Students get basic tools for back to school

Clayton County Schools police Chief Clarence E. Cox III unloads packets of paper into stacks inside the cafeteria at Charles Drew High School Wednesday. (Staff Photo: Kathy Jefcoats)

Clayton County Schools police Chief Clarence E. Cox III unloads packets of paper into stacks inside the cafeteria at Charles Drew High School Wednesday. (Staff Photo: Kathy Jefcoats)


Clayton County Schools police Chief Clarence E. Cox III, at right, helps other volunteers unload supplies from a Walmart tractor-trailer truck. (Staff Photo: Kathy Jefcoats)


Interns separate wide-ruled notebook paper from college-ruled paper inside Charles Drew High School cafeteria Wednesday. (Staff Photo: Kathy Jefcoats)


From left, Sacha Green, Luvenia Jackson, Deborah Boddie, Tasha Mosley, Vanessa Ennis, Paula Baker and Angelica Clark. (Staff Photo: Kathy Jefcoats)


Clayton County Solicitor General Tasha Mosley stacks notebook paper inside the Drew High School cafeteria. (Staff Photo: Kathy Jefcoats)


Boxes of school supplies are stacked inside the Drew High School cafeteria, awaiting distribution to students. (Staff Photo: Kathy Jefcoats)

RIVERDALE — More than 50,000 students return to classes in Clayton County Thursday and not all of them will come equipped with the tools they need to succeed.

But several organizations came together this week to ensure that several thousand kids will enter classrooms armed with paper, pens and pencils, and folders. Hundreds of elementary-age students will carry those supplies in new donated book bags.

Clayton County Schools Superintendent Luvenia Jackson was on hand Wednesday morning at Charles Drew High School as a tractor-trailer truck from Walmart delivered $14,000 in school supplies.

“This means all students will get a great start with back to school supplies,” she said. “This is a tremendous joy and a wonderful partnership.”

For the past seven years, Alpha Kappa Alpha Sorority’s Psi Alpha Omega Chapter donated back to school supplies to Clayton County students. Clayton County Solicitor General Tasha Mosley is a sorority member and heads up the donations made through fees paid by probationers serving misdemeanor community service.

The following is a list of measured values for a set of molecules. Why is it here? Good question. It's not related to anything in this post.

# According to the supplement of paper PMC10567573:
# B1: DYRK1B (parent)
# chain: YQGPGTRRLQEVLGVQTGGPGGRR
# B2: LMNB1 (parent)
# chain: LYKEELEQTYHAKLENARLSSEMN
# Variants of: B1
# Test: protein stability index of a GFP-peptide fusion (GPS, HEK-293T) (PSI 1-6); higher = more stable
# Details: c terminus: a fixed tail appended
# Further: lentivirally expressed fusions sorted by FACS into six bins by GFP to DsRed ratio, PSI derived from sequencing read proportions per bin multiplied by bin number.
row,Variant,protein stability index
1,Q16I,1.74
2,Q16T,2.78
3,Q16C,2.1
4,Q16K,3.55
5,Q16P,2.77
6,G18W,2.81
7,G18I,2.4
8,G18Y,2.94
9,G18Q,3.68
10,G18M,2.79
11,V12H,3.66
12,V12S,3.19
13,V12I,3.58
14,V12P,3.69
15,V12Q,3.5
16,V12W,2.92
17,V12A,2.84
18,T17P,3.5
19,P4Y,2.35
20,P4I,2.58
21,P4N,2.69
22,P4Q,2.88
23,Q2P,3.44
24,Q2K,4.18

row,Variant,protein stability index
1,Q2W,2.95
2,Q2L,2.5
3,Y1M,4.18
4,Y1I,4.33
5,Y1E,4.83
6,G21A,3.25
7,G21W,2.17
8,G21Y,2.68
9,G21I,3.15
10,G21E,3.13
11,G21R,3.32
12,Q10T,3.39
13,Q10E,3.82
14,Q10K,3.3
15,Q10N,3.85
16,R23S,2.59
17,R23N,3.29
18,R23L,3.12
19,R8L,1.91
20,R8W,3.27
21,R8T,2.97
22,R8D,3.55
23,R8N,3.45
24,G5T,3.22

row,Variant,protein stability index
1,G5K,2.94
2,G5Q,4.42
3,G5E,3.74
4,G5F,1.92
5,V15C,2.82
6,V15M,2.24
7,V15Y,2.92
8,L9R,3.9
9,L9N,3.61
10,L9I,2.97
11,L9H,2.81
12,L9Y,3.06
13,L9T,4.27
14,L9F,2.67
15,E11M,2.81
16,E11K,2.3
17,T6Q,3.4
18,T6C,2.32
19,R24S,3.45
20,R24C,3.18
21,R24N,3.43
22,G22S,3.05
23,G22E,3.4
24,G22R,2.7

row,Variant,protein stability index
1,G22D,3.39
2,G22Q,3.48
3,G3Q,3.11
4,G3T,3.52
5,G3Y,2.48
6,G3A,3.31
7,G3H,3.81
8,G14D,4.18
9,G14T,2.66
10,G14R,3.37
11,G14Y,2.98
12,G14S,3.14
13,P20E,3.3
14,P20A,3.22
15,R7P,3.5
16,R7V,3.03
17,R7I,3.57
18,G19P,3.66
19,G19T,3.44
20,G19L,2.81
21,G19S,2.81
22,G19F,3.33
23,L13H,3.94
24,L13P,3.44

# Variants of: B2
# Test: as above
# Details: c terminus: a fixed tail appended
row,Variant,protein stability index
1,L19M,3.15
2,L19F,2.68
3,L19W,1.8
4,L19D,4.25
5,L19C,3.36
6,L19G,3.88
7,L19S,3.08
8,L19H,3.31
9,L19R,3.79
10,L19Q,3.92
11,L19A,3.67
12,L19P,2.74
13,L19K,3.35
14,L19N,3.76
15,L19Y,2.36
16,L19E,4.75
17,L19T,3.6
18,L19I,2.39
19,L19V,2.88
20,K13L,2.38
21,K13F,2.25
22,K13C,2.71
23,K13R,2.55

Where Jackson sees the potential for increased productivity by students, Mosley has a longer-term objective.

“Our goal is to keep kids in school and out of our court system,” she said. “We want to foster an environment of learning.”

Clayton County Accountability Courts donated thousands of dollars in school supplies and was represented Wednesday by Coordinator Deborah Boddie and DUI Court Case Manager Sacha Green.

The Psi Alpha Omega Chapter donated 150 book bags. President Paula Baker said the contribution reflects the national platform of AKA to donate 1 million book bags to students.

“We were already doing this and already have parents and teachers as members so this gives us a jump on our national platform,” she said.

Baker is an English, language arts and social studies curriculum specialist so she experiences firsthand what it means to students to have the supplies they need to learn.

“It makes a big difference when students are able to come into school and have their own supplies,” she said. “So they don’t feel different or isolated and can focus on their studying and what the teacher is trying to teach them.”

In a county where every child is eligible for free school meals, having paper and pencils is sometimes a luxury that parents cannot afford. Chanikki Brown teaches 12th grade at Drew.

“It’s very important for these students to have supplies available,” she said. “Our students come from such diverse backgrounds and may not have supplies or the resources to even buy paper right away. I’ve heard students say they have to wait for their parents to get paid and it could be a month or so.”

This year, classes start on a Thursday. Schools spokeswoman Vicki Constantinides said it is important that students start the year that day and not wait until Monday.

“Parents think because we’re starting on Thursday that we won’t be doing anything for two days but that’s not the case,” she said. “Teaching does take place from the first day.”

Also new this year is the extension of bus routes. Typically, kids who live 1.5 miles or more from their schools are eligible for bus service but this year, the distance has been shortened to a minimum of a mile for elementary school students.

“Transportation has been an issue for some of our parents so this should help,” said Constantinides. “It applies only to elementary school students.”

Ahead of Thursday’s opening, there will be an event Saturday at Drew High School from 9 a.m. to 1 p.m. Constantinides said about 40 vendors are expected. All Clayton County students and their families are welcome to participate in free health screenings and get information on community services and public safety.

Back to school supplies will also be given away.

“We want to be sure every student will be ready for the first day of school,” she said.